The Effect of Vertical Shear on Tropical Cyclone Intensity Change

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  • 1 Hurricane Research Division, NOAA/AOML, Miami, Florida
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Abstract

The effect of vertical shear on tropical cyclone intensity change is usually explained in terms of “ventilation” where heat and moisture at upper levels are advected away from the low-level circulation, which inhibits development. A simple two-layer diagnostic balance model is used to provide an alternate explanation of the effect of shear. When the upper-layer wind in the vortex environment differs from that in the lower layer, the potential vorticity (PV) pattern associated with the vortex circulation becomes tilted in the vertical. The balanced mass field associated with the tilted PV pattern requires an increased midlevel temperature perturbation near the vortex center. It is hypothesized that this midlevel warming reduces the convective activity and inhibits the storm development.

Previous studies have shown that diabatic heating near the storm center acts to reduce the vertical tilt of the vortex circulation. These studies have also shown that there is an adiabatic process that acts to reduce the vertical tilt of a vortex. The effectiveness of the adiabatic process depends on the Rossby penetration depth, which increases with latitude, horizontal scale, and vortex amplitude. Large-scale analyses from the 1989–1994 Atlantic hurricane seasons are used to show that high-latitude, large. and intense tropical cyclones tend to be less sensitive to the effect of vertical shear than low-latitude, small, and weak storms.

Abstract

The effect of vertical shear on tropical cyclone intensity change is usually explained in terms of “ventilation” where heat and moisture at upper levels are advected away from the low-level circulation, which inhibits development. A simple two-layer diagnostic balance model is used to provide an alternate explanation of the effect of shear. When the upper-layer wind in the vortex environment differs from that in the lower layer, the potential vorticity (PV) pattern associated with the vortex circulation becomes tilted in the vertical. The balanced mass field associated with the tilted PV pattern requires an increased midlevel temperature perturbation near the vortex center. It is hypothesized that this midlevel warming reduces the convective activity and inhibits the storm development.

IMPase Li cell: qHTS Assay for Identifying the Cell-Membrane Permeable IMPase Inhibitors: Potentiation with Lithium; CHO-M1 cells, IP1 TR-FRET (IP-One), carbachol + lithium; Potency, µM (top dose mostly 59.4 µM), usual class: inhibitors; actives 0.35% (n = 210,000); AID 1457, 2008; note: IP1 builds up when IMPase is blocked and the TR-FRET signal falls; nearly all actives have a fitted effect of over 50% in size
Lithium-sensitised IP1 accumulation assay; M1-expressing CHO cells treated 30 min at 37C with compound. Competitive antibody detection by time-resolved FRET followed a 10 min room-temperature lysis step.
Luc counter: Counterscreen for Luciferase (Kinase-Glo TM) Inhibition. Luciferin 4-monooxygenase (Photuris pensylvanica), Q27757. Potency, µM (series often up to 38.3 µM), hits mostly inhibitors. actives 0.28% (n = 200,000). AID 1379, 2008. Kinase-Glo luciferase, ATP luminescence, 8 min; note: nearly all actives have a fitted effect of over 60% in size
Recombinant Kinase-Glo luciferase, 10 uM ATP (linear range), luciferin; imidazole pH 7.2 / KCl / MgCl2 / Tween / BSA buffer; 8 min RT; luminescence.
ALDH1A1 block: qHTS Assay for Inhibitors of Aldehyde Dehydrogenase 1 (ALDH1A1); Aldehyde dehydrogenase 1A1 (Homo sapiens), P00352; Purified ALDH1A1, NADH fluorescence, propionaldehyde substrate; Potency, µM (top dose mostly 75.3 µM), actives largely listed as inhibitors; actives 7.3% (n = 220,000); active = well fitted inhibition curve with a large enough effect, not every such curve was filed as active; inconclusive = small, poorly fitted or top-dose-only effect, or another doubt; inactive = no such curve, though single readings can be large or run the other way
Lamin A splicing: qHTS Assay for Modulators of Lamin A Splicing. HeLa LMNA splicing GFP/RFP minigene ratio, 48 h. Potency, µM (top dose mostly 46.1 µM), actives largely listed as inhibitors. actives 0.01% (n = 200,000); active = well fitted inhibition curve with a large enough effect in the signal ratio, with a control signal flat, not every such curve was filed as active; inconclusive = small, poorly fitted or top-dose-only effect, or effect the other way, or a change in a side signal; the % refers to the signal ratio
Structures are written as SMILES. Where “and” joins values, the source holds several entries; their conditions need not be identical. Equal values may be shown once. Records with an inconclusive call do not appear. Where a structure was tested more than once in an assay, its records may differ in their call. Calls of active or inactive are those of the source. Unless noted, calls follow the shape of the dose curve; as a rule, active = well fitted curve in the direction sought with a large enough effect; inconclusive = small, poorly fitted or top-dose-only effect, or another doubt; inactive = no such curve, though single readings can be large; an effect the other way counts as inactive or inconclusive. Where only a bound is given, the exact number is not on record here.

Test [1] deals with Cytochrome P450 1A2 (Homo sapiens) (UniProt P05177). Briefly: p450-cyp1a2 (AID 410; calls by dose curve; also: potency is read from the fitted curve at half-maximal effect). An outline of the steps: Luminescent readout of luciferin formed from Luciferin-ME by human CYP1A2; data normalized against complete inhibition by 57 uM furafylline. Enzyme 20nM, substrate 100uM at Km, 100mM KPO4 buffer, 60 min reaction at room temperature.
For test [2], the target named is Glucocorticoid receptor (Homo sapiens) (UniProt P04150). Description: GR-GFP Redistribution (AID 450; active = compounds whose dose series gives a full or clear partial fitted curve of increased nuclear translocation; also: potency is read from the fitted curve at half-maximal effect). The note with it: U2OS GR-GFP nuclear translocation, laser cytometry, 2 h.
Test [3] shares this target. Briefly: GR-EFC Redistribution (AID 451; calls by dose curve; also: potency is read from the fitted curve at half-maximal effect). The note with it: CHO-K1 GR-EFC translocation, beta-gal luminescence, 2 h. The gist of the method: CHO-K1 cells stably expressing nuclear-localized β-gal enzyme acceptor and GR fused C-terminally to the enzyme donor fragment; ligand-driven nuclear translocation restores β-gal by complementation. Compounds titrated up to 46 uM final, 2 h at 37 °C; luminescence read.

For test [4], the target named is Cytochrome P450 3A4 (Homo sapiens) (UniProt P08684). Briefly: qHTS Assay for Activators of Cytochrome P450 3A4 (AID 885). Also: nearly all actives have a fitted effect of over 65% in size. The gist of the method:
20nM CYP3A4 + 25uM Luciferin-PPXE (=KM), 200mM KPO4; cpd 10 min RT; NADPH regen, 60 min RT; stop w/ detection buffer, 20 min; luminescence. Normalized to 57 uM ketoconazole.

Previous studies have shown that diabatic heating near the storm center acts to reduce the vertical tilt of the vortex circulation. These studies have also shown that there is an adiabatic process that acts to reduce the vertical tilt of a vortex. The effectiveness of the adiabatic process depends on the Rossby penetration depth, which increases with latitude, horizontal scale, and vortex amplitude. Large-scale analyses from the 1989–1994 Atlantic hurricane seasons are used to show that high-latitude, large. and intense tropical cyclones tend to be less sensitive to the effect of vertical shear than low-latitude, small, and weak storms.

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